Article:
Before beginning a QI journey, it is crucial to establish a clear governance structure, regardless of the type of QI methodology used. A clear governance structure allows project members to understand when and how decisions will be made. Without such a structure, members of the project may become frustrated because the project seems to “flounder” without any clear leader or approval to move forward.
What Is a Governance Structure?
A governance structure includes several aspects of a project, including the teams of individuals who will develop recommendations and implement changes, the process by which these recommendations will be communicated and approved, and the forum for results to be presented and celebrated. The project team members must have a clear understanding of each of these 3 aspects of their project. This understanding will ensure that project teams remain focused on making tangible progress on a recurring basis and are regularly updating key project stakeholders. The governance structure also ensures that stakeholders recognize the importance of the project as a priority of senior leadership. Regardless of QI methodology (DMAIC, TQM, or other), the establishment of a governance structure to define a clear plan for how a QI project will be organized and how decisions will be made is paramount to successful project implementation.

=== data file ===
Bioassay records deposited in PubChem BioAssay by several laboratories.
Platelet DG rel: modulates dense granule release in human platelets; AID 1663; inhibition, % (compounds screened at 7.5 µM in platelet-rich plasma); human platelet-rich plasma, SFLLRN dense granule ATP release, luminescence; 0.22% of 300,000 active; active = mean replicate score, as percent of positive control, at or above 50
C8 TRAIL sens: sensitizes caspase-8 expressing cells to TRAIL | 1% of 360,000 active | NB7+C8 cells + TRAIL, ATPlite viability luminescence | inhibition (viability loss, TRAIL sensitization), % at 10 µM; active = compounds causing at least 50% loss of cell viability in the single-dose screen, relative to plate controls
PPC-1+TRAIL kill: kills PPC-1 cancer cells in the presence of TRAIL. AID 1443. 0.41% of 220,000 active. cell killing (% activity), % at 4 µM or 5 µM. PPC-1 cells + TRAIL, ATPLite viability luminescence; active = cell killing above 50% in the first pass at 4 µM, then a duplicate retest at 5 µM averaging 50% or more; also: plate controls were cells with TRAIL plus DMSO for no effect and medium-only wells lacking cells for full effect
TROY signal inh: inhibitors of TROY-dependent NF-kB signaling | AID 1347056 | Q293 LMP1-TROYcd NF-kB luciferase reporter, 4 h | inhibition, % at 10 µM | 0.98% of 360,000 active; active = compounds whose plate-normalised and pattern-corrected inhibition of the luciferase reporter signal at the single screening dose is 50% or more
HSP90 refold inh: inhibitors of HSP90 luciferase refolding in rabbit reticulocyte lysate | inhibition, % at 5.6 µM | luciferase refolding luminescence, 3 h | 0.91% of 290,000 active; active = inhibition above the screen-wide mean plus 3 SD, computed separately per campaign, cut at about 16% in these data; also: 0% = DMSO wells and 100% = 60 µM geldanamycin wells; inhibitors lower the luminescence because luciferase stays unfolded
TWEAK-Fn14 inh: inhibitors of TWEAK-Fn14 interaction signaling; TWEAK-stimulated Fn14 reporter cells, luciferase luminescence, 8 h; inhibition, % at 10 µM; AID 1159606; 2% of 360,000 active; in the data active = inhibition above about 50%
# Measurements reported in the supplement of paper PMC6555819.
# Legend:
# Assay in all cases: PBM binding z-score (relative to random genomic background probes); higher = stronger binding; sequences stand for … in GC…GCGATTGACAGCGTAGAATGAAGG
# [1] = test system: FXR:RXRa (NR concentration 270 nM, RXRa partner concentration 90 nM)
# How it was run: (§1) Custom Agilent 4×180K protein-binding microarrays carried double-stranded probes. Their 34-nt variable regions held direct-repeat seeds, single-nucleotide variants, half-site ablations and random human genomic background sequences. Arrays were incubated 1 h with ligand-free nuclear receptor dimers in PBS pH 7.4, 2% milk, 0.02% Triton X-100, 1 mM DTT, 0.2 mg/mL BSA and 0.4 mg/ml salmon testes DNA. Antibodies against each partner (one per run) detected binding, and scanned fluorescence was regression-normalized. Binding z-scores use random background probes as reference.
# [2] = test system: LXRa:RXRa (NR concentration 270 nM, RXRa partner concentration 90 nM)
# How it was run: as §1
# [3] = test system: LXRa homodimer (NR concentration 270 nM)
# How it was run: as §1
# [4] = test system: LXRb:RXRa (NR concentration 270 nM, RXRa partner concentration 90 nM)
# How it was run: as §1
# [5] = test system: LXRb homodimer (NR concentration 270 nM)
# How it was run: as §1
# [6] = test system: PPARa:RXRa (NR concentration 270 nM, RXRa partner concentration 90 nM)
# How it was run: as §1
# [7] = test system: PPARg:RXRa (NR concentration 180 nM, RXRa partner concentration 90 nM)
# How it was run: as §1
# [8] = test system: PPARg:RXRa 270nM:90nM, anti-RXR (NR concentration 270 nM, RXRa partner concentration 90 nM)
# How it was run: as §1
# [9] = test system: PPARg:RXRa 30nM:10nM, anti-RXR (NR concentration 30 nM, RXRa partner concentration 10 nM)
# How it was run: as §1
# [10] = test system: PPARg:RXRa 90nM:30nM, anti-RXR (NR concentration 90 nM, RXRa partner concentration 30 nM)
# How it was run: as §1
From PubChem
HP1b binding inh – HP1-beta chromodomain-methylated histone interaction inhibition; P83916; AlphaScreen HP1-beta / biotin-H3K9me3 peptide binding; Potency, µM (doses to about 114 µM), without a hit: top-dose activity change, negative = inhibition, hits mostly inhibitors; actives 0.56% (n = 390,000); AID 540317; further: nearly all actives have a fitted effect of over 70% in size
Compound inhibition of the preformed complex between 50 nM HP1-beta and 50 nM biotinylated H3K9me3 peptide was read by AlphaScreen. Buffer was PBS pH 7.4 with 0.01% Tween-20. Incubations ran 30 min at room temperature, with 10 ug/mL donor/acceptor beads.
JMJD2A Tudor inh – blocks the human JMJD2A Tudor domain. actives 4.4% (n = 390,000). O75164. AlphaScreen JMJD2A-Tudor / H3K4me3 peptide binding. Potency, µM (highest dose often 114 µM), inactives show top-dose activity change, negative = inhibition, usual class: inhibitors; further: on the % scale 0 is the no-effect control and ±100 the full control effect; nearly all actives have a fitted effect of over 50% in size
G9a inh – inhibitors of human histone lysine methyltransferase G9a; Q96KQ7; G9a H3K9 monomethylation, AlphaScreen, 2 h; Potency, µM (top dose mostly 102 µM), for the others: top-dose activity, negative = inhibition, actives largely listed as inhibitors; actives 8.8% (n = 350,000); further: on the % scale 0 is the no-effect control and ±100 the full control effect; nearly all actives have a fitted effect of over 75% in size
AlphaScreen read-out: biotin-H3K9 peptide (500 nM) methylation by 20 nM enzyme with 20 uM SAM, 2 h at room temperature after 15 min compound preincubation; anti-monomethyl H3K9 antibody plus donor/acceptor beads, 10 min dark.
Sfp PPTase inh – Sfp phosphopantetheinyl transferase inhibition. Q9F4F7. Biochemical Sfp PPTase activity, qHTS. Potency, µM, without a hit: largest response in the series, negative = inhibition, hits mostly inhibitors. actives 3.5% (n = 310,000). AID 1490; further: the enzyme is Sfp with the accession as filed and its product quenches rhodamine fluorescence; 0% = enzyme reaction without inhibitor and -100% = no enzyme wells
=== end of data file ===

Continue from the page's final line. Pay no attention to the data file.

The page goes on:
The methodologies of quality improvement described here have all proved to be useful in health-care settings. Table I lists some tools that may be used when implementing one of these QI programs. These are only a few of the many useful tools for improving the quality of medical care. Although QI techniques will continue to evolve, many of these processes build on the basic framework of the scientific method: observe, experiment, analyze. The fundamental forces driving these developments in industry are the same as in health care: the need for increased quality through increased systems efficiency (as opposed to increased spending), and the desire to lower associated production costs. Different QI techniques are appropriate for addressing different medical problems. Physicians should select a QI method best suited to their particular process of inquiry, collect data, analyze sources of system variation, implement change, and repeat the cycle as needed for maximum and continuous quality improvement.
Investigation performed at the Montefiore Medical Center/Albert Einstein College of Medicine, Bronx, NY
Disclosure: No funding was required to complete this review study. The Disclosure of Potential Conflicts of Interest forms are provided with the online version of the article.
- Copyright © 2016 by The Journal of Bone and Joint Surgery, Incorporated